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ERIC Number: ED065415
Record Type: RIE
Publication Date: 1972
Pages: 21
Abstractor: N/A
Reference Count: 0
On Social Systems Theory as a Predictor of Educational Change: The Adoption of Classroom Innovations.
Hanson, Mark
Whether or not an innovation in education is accepted is often dependent upon its direct affect on the stability of the adopter. A framework of organizational theory provides structure and meaning for a study on differing positive/negative responses of distinct groupings of educators toward the adoption of innovative practices. Educational change occurs within the framework of a school system made up of six subsystems of students, teachers, principals, central office administrators, parents, and community; each subsystem tending toward a status quo and operating independently (although interdependently when required). In this study, involving the principal and the teacher subsystems, four educational innovations were selected and offered, each to impact in the "zone of indifference," likely to produce positive response, and in the behavioral "zone of reaction," likely to generate negative response and anxiety if confronted with change. Findings suggest that the educational subsystem required to make the greatest modifications in normal operating procedures will raise the highest level of resistance. This indicates that resistance can be predicted and furthermore, through identification of systems required to make the greatest changes, that it is possible to plan strategies that will help subsystems adapt to a program change. (SJM)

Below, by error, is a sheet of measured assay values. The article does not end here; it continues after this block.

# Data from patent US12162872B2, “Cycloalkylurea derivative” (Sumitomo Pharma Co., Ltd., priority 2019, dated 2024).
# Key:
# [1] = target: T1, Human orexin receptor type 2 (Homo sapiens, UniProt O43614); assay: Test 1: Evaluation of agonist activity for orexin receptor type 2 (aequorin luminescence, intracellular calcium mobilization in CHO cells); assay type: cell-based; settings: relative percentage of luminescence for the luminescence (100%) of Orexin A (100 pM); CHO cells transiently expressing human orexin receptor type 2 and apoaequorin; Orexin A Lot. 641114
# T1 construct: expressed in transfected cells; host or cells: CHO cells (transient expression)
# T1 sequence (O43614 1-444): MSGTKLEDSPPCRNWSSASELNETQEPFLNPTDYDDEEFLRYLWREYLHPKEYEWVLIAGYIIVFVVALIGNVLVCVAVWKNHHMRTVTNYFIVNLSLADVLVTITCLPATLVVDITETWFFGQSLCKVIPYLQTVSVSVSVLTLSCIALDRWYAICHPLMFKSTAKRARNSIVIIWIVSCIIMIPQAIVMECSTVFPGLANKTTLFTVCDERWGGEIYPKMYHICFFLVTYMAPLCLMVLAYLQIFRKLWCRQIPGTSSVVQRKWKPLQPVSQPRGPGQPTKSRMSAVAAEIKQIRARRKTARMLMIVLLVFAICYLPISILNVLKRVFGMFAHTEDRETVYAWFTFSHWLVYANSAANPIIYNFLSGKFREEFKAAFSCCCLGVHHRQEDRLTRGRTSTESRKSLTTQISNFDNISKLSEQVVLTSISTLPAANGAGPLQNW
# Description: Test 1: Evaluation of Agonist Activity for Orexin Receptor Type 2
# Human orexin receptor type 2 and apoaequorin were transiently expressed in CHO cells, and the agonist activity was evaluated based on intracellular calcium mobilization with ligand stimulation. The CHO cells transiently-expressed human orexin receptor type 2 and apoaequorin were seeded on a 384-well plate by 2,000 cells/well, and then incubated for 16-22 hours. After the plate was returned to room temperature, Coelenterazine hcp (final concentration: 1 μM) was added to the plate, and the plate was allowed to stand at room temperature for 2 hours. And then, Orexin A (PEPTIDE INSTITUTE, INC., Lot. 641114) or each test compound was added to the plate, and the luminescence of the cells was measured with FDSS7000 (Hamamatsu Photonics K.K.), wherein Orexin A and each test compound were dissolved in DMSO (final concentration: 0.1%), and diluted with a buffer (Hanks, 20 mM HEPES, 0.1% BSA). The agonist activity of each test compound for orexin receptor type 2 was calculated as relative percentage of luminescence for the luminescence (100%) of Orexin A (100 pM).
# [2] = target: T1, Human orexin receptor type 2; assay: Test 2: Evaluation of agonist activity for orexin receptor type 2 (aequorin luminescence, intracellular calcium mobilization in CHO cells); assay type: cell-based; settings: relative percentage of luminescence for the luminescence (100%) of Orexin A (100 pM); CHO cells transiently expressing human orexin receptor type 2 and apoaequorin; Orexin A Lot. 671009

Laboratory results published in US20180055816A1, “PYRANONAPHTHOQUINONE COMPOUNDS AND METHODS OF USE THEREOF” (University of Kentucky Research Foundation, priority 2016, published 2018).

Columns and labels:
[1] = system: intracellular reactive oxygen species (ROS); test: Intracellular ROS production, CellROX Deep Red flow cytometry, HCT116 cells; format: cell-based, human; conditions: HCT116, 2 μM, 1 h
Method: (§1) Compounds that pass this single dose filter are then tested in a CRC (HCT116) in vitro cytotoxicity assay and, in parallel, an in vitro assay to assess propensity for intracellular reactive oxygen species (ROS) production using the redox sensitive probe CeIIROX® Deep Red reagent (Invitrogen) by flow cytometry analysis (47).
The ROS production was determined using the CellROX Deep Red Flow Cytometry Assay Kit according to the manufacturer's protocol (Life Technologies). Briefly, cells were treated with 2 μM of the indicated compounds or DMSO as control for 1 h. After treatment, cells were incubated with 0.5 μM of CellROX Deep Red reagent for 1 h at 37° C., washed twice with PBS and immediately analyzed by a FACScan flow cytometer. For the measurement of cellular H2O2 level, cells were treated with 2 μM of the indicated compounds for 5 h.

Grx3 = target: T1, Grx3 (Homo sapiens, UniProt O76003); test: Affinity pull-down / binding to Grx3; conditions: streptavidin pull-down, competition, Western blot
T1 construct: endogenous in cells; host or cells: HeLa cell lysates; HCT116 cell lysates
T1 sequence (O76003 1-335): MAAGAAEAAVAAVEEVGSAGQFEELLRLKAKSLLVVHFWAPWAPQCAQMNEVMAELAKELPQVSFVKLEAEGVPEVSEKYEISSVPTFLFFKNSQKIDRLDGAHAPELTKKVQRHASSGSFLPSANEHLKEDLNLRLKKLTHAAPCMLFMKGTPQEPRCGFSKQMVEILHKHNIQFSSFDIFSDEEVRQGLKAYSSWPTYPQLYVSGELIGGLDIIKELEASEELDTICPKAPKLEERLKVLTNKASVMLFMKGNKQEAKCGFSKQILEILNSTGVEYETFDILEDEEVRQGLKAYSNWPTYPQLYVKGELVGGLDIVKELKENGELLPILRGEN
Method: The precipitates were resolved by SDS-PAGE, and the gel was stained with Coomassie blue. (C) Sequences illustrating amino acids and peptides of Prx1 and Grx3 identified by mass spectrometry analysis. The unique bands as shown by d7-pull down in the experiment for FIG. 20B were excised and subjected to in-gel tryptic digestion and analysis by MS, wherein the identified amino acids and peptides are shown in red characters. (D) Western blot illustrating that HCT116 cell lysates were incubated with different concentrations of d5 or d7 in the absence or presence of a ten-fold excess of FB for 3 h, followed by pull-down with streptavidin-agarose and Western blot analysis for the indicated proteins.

Publication Type: N/A
Education Level: N/A
Audience: N/A
Language: N/A
Sponsor: N/A
Authoring Institution: N/A
Identifiers: N/A